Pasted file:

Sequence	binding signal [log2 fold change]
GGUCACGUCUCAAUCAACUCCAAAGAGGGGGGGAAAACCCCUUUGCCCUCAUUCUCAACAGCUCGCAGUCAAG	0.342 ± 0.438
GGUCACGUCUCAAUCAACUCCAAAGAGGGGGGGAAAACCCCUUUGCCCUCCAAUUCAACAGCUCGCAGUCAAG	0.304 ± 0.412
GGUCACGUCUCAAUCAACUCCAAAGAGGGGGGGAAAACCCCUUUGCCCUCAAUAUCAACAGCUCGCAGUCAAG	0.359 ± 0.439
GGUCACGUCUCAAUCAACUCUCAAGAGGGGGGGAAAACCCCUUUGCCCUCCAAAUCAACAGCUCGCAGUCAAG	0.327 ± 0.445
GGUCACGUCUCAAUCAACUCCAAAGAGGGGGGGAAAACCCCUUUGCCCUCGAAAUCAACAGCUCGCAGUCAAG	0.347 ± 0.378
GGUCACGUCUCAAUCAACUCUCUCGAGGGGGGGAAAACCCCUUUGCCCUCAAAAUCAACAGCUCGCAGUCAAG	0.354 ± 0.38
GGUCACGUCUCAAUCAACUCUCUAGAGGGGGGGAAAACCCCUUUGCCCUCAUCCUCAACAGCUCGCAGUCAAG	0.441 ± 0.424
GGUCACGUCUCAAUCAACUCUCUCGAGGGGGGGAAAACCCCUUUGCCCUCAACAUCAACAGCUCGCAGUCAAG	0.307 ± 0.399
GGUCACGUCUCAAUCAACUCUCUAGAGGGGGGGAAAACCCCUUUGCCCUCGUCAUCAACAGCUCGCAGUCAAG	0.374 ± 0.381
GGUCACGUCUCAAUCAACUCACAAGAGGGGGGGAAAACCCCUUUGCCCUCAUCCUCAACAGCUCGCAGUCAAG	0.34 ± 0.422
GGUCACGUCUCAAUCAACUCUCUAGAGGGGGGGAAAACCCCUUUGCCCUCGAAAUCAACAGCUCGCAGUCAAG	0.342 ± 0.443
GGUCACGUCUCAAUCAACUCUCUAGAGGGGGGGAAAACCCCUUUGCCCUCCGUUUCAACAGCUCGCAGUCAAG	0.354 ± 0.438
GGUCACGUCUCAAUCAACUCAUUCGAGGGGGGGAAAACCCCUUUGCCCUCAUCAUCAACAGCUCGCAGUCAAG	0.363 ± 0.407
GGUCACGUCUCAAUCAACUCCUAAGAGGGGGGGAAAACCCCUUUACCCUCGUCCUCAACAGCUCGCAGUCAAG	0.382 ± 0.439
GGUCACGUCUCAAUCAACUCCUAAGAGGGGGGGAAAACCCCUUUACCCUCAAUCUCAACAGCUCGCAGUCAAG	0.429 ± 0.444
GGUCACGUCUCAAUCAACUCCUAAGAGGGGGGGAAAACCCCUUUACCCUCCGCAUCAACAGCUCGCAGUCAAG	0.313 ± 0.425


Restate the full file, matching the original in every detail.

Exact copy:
Sequence	binding signal [log2 fold change]
GGUCACGUCUCAAUCAACUCCAAAGAGGGGGGGAAAACCCCUUUGCCCUCAUUCUCAACAGCUCGCAGUCAAG	0.342 ± 0.438
GGUCACGUCUCAAUCAACUCCAAAGAGGGGGGGAAAACCCCUUUGCCCUCCAAUUCAACAGCUCGCAGUCAAG	0.304 ± 0.412
GGUCACGUCUCAAUCAACUCCAAAGAGGGGGGGAAAACCCCUUUGCCCUCAAUAUCAACAGCUCGCAGUCAAG	0.359 ± 0.439
GGUCACGUCUCAAUCAACUCUCAAGAGGGGGGGAAAACCCCUUUGCCCUCCAAAUCAACAGCUCGCAGUCAAG	0.327 ± 0.445
GGUCACGUCUCAAUCAACUCCAAAGAGGGGGGGAAAACCCCUUUGCCCUCGAAAUCAACAGCUCGCAGUCAAG	0.347 ± 0.378
GGUCACGUCUCAAUCAACUCUCUCGAGGGGGGGAAAACCCCUUUGCCCUCAAAAUCAACAGCUCGCAGUCAAG	0.354 ± 0.38
GGUCACGUCUCAAUCAACUCUCUAGAGGGGGGGAAAACCCCUUUGCCCUCAUCCUCAACAGCUCGCAGUCAAG	0.441 ± 0.424
GGUCACGUCUCAAUCAACUCUCUCGAGGGGGGGAAAACCCCUUUGCCCUCAACAUCAACAGCUCGCAGUCAAG	0.307 ± 0.399
GGUCACGUCUCAAUCAACUCUCUAGAGGGGGGGAAAACCCCUUUGCCCUCGUCAUCAACAGCUCGCAGUCAAG	0.374 ± 0.381
GGUCACGUCUCAAUCAACUCACAAGAGGGGGGGAAAACCCCUUUGCCCUCAUCCUCAACAGCUCGCAGUCAAG	0.34 ± 0.422
GGUCACGUCUCAAUCAACUCUCUAGAGGGGGGGAAAACCCCUUUGCCCUCGAAAUCAACAGCUCGCAGUCAAG	0.342 ± 0.443
GGUCACGUCUCAAUCAACUCUCUAGAGGGGGGGAAAACCCCUUUGCCCUCCGUUUCAACAGCUCGCAGUCAAG	0.354 ± 0.438
GGUCACGUCUCAAUCAACUCAUUCGAGGGGGGGAAAACCCCUUUGCCCUCAUCAUCAACAGCUCGCAGUCAAG	0.363 ± 0.407
GGUCACGUCUCAAUCAACUCCUAAGAGGGGGGGAAAACCCCUUUACCCUCGUCCUCAACAGCUCGCAGUCAAG	0.382 ± 0.439
GGUCACGUCUCAAUCAACUCCUAAGAGGGGGGGAAAACCCCUUUACCCUCAAUCUCAACAGCUCGCAGUCAAG	0.429 ± 0.444
GGUCACGUCUCAAUCAACUCCUAAGAGGGGGGGAAAACCCCUUUACCCUCCGCAUCAACAGCUCGCAGUCAAG	0.313 ± 0.425